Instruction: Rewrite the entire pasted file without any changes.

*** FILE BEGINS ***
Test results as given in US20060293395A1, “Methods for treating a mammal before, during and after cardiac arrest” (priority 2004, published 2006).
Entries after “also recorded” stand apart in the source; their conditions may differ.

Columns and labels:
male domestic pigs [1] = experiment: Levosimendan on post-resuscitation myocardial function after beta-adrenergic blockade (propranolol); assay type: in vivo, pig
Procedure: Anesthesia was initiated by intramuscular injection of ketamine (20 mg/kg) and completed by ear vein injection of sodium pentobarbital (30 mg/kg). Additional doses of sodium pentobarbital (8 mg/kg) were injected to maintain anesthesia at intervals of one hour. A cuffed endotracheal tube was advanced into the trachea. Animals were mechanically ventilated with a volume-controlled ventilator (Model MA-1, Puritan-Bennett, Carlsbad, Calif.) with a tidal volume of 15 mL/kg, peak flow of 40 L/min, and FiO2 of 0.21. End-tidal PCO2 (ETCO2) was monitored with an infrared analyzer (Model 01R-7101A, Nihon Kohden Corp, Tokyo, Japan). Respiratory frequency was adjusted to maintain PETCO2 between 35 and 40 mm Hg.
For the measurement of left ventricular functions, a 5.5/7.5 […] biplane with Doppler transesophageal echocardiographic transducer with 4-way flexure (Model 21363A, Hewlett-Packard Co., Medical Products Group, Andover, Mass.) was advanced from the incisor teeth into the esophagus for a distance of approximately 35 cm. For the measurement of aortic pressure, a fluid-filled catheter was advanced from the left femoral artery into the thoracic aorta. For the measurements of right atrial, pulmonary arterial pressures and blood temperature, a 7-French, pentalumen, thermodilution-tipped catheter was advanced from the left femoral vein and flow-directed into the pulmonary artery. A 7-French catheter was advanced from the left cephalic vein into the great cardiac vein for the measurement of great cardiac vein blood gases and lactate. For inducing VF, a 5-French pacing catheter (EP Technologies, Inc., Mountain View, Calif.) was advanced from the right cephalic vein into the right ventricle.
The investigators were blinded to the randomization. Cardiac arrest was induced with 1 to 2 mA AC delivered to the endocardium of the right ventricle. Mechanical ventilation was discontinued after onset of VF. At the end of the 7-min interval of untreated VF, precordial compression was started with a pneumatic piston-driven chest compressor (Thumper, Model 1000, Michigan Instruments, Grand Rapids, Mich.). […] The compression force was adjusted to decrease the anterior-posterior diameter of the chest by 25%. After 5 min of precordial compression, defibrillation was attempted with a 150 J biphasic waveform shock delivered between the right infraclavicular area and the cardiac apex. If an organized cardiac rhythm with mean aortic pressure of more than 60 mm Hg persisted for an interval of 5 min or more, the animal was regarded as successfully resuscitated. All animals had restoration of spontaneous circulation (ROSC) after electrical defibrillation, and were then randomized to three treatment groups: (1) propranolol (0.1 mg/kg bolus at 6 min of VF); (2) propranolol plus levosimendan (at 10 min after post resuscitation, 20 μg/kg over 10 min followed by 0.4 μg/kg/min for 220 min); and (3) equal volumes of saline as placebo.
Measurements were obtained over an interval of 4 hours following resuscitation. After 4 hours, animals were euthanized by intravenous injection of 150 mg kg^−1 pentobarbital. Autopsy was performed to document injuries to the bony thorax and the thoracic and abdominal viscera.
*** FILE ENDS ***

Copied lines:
Test results as given in US20060293395A1, “Methods for treating a mammal before, during and after cardiac arrest” (priority 2004, published 2006).
Entries after “also recorded” stand apart in the source; their conditions may differ.

Columns and labels:
male domestic pigs [1] = experiment: Levosimendan on post-resuscitation myocardial function after beta-adrenergic blockade (propranolol); assay type: in vivo, pig
Procedure: Anesthesia was initiated by intramuscular injection of ketamine (20 mg/kg) and completed by ear vein injection of sodium pentobarbital (30 mg/kg). Additional doses of sodium pentobarbital (8 mg/kg) were injected to maintain anesthesia at intervals of one hour. A cuffed endotracheal tube was advanced into the trachea. Animals were mechanically ventilated with a volume-controlled ventilator (Model MA-1, Puritan-Bennett, Carlsbad, Calif.) with a tidal volume of 15 mL/kg, peak flow of 40 L/min, and FiO2 of 0.21. End-tidal PCO2 (ETCO2) was monitored with an infrared analyzer (Model 01R-7101A, Nihon Kohden Corp, Tokyo, Japan). Respiratory frequency was adjusted to maintain PETCO2 between 35 and 40 mm Hg.
For the measurement of left ventricular functions, a 5.5/7.5 […] biplane with Doppler transesophageal echocardiographic transducer with 4-way flexure (Model 21363A, Hewlett-Packard Co., Medical Products Group, Andover, Mass.) was advanced from the incisor teeth into the esophagus for a distance of approximately 35 cm. For the measurement of aortic pressure, a fluid-filled catheter was advanced from the left femoral artery into the thoracic aorta. For the measurements of right atrial, pulmonary arterial pressures and blood temperature, a 7-French, pentalumen, thermodilution-tipped catheter was advanced from the left femoral vein and flow-directed into the pulmonary artery. A 7-French catheter was advanced from the left cephalic vein into the great cardiac vein for the measurement of great cardiac vein blood gases and lactate. For inducing VF, a 5-French pacing catheter (EP Technologies, Inc., Mountain View, Calif.) was advanced from the right cephalic vein into the right ventricle.
The investigators were blinded to the randomization. Cardiac arrest was induced with 1 to 2 mA AC delivered to the endocardium of the right ventricle. Mechanical ventilation was discontinued after onset of VF. At the end of the 7-min interval of untreated VF, precordial compression was started with a pneumatic piston-driven chest compressor (Thumper, Model 1000, Michigan Instruments, Grand Rapids, Mich.). […] The compression force was adjusted to decrease the anterior-posterior diameter of the chest by 25%. After 5 min of precordial compression, defibrillation was attempted with a 150 J biphasic waveform shock delivered between the right infraclavicular area and the cardiac apex. If an organized cardiac rhythm with mean aortic pressure of more than 60 mm Hg persisted for an interval of 5 min or more, the animal was regarded as successfully resuscitated. All animals had restoration of spontaneous circulation (ROSC) after electrical defibrillation, and were then randomized to three treatment groups: (1) propranolol (0.1 mg/kg bolus at 6 min of VF); (2) propranolol plus levosimendan (at 10 min after post resuscitation, 20 μg/kg over 10 min followed by 0.4 μg/kg/min for 220 min); and (3) equal volumes of saline as placebo.
Measurements were obtained over an interval of 4 hours following resuscitation. After 4 hours, animals were euthanized by intravenous injection of 150 mg kg^−1 pentobarbital. Autopsy was performed to document injuries to the bony thorax and the thoracic and abdominal viscera.